At this year’s online Conference, we’re talking about building back better. Check out five highlighted workshops that are all about building a more equitable, inclusive, and sustainable touring landscape.
Panelists at the 2018 Arts Midwest Conference. Photo: Terry Gilliam
This year we’re using new terms to give you an idea of the different ways we’ll engage online:
- Conversations are facilitated, interactive discussions with plenty of opportunities for attendee participation and peer-to-peer learning.
- Workshops are moderated panel discussions featuring peer leaders and field experts.
- Explorations are keynote discussions with field leaders exploring the most pressing questions for our field today and into the future.
For a full list of Workshops, Conversations, and Explorations, visit our programming page.
People First: How to Create Equitable Workplaces
Monday, September 20
How does the arts and culture sector create a more sustainable workforce in the years to come? What steps can employers take to prevent burnout and to create an attractive, supportive work culture? This workshop will feature a discussion with arts and culture leaders on implementing progressive organizational policies, including power sharing and pay equity models, and other practices to encourage staff well-being. Plan to attend with your colleagues and leave with resources and a framework to continue the conversation at your organization.
Imagining Digital Education Engagements 2.0: Big Questions and Best Practices
Monday, September 20
After over a year of digital educational engagements, presenters, artists, and agents have all learned a lot. Presenters are reaching new audiences who had previously been unable to come in person due to location, budget, weather, and who knows what else. Artists are finding innovative ways of creating and capturing their work. Educators have the chance to engage even deeper with material over a long period of time. But big questions remain. What are the best marketing tools? How does digital live alongside in-person performances? What best practices can we share as we move from survival to sustainable programming?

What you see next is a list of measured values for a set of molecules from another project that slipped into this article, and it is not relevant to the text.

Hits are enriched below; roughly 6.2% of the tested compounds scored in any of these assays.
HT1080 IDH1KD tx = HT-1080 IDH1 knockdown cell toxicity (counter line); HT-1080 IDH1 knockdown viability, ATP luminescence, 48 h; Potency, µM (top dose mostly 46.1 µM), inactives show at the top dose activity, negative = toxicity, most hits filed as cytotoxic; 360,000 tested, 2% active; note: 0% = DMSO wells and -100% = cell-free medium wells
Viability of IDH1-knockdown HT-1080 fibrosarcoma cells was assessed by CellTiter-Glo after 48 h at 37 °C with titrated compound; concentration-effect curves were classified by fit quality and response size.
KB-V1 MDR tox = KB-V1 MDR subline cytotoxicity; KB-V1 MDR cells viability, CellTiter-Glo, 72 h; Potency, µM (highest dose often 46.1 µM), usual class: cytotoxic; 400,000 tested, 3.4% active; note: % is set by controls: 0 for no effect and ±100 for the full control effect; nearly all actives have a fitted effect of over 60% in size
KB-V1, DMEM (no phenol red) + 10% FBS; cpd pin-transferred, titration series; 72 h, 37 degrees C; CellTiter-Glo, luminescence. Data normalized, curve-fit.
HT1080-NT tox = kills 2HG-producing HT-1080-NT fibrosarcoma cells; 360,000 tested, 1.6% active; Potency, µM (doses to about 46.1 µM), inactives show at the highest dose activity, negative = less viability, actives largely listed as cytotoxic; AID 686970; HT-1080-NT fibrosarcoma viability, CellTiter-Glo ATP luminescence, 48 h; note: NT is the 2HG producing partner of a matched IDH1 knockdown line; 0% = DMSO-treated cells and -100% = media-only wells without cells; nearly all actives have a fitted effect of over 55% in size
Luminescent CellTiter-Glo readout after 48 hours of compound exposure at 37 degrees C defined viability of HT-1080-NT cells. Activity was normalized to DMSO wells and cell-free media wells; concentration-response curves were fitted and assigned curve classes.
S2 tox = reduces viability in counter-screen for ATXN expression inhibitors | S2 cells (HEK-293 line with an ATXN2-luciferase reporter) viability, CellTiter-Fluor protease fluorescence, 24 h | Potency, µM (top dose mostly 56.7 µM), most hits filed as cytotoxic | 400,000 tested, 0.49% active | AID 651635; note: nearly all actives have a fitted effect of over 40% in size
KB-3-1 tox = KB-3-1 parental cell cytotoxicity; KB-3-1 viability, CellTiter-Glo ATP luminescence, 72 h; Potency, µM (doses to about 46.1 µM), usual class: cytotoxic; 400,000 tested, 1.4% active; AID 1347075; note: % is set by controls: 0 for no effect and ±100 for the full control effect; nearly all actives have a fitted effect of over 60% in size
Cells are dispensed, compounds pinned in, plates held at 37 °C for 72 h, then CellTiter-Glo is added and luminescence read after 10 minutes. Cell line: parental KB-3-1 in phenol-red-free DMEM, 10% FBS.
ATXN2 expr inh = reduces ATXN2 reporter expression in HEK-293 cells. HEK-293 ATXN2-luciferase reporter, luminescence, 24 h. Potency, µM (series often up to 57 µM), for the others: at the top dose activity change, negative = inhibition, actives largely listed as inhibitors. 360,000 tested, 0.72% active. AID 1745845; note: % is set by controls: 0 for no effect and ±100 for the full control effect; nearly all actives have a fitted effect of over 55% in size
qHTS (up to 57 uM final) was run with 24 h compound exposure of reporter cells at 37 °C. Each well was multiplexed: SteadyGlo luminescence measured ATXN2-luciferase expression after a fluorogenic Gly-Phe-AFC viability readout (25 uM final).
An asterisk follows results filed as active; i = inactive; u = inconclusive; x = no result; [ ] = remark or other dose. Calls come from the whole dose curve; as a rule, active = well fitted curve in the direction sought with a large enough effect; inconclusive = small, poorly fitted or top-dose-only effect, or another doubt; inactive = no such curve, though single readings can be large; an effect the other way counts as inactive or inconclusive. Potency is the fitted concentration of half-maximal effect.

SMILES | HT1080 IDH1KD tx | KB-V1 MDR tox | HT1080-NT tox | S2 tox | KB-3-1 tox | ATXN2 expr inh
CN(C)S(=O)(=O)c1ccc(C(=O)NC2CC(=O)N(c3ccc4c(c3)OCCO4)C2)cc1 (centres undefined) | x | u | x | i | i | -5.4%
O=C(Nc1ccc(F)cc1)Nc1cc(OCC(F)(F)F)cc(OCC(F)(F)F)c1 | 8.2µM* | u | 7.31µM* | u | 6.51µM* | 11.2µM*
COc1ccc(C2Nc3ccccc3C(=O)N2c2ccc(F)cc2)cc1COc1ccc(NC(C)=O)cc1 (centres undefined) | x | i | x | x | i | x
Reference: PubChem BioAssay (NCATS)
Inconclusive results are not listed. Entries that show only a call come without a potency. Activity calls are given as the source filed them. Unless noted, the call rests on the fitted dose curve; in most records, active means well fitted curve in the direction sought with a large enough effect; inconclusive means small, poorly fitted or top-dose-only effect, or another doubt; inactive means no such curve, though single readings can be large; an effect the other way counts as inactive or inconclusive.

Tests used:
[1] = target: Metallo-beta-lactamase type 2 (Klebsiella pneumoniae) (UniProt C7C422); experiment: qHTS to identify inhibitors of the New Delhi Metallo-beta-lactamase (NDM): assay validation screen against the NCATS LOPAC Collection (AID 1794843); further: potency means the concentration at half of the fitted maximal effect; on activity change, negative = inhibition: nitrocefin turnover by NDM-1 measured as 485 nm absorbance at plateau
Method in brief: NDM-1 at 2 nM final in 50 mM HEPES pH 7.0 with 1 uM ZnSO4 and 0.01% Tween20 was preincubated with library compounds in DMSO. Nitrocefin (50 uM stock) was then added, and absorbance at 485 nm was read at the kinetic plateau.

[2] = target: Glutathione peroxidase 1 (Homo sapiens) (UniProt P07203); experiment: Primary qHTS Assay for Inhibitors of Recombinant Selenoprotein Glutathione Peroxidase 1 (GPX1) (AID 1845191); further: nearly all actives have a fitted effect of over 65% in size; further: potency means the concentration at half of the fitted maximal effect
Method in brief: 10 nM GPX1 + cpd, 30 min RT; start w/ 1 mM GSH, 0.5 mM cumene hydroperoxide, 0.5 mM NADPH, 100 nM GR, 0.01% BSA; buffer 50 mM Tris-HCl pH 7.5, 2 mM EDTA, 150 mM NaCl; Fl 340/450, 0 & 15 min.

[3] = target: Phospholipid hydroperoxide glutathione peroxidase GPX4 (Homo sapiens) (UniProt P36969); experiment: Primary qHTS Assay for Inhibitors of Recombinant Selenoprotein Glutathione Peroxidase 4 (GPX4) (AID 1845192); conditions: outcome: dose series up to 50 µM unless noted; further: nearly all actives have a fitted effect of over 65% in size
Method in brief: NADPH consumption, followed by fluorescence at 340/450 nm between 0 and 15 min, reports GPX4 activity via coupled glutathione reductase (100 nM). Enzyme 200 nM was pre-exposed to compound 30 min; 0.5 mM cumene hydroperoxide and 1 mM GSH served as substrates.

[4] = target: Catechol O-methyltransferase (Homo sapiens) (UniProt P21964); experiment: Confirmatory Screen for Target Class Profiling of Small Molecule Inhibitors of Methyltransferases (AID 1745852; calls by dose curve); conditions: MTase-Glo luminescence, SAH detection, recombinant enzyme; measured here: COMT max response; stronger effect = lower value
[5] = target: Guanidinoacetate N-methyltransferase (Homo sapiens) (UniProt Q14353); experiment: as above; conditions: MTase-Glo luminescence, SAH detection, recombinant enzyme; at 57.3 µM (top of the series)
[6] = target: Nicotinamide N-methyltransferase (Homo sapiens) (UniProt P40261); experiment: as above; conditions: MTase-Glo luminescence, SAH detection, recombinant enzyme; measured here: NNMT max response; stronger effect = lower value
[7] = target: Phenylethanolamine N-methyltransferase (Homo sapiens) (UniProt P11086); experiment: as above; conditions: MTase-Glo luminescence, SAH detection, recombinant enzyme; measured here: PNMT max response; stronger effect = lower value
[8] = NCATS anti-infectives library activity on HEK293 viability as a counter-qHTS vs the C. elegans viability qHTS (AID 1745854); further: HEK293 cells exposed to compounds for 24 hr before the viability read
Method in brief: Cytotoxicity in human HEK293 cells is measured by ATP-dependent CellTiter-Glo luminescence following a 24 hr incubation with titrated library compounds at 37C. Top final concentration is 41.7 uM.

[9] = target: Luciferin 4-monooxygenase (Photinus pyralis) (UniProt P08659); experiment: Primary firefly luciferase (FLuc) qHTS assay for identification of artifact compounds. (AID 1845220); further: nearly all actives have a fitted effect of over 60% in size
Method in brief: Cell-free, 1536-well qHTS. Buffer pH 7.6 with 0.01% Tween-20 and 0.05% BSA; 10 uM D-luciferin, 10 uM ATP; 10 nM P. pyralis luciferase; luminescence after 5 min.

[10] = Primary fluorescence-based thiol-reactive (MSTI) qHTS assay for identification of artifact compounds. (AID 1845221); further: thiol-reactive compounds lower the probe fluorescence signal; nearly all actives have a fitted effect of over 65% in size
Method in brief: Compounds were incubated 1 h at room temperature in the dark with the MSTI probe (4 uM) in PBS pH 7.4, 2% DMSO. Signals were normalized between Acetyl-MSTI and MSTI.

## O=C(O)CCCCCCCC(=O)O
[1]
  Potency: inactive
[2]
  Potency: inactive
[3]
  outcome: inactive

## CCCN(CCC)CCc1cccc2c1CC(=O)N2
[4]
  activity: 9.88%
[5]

Strengthening Your Fundraising During a Crisis
Tuesday, September 21
As we navigate reopening and transitioning into presenting live events, how are venues diversifying fundraising strategies? What does fundraising look like during a time of economic uncertainty? Learn from field experts about strategies you can implement today. This workshop will explore how to re-engage and building relationships with new donors, approaches to planned giving, and how to utilize technology to sustain your budget and future.
Moderated by Rishard Allen (Graduate Student, M.A. in Philanthropic Studies, IUPUI) and featuring JD Beiting (Benefactor Group), Ernest Disney-Britton (Arts Council of Indianapolis), Anna Pruitt (Giving USA, Lilly Family School of Philanthropy) Jessie Veeder Scofield (Long X Arts Foundation)
Beyond Ramps and Captions: Designing for Accessibility & Inclusion
Tuesday, September 21
Explore how to move beyond ADA checkboxes and regulations to reframe disability inclusion as an institutional value and practice across artistic programming, infrastructures, and organizational culture (i.e. business as usual). This session will provide a foundation of philosophy and language, considerations for inclusive design, and tangible strategies for organizations to put into practice—no matter where they are on their current journey of accessibility and inclusion.
Presented by Diane Nutting (Accessibility & Inclusion Consultant)
Global to Local: New Models for Virtual & Hybrid Residencies
Wednesday, September 22
From Helsinki to New York Mills, and São Paulo to Menomonie, how can we create meaningful connection and arts experiences between international ensembles and Midwestern communities? Can residencies accomplish rich cultural exchange while also decreasing our carbon footprint? In this workshop, Arts Midwest’s International team invites Folkefest and World Fest artists and community partners to share their experience crafting arts connections during the pandemic. We’ll use these examples as case studies for how virtual and hybrid models can inform and create a more sustainable touring industry. Learn how you might bring this work to your community, too!
Moderated by Katie Ortman (Arts Midwest) and featuring Jerry (Chiwei) Hui (University of Wisconsin-Stout), Paulo Padilha (Paulo Padilha e Bando), Betsy Roder (New York Mills Regional Cultural Center), and Anna Wegelius (Kardemimmit).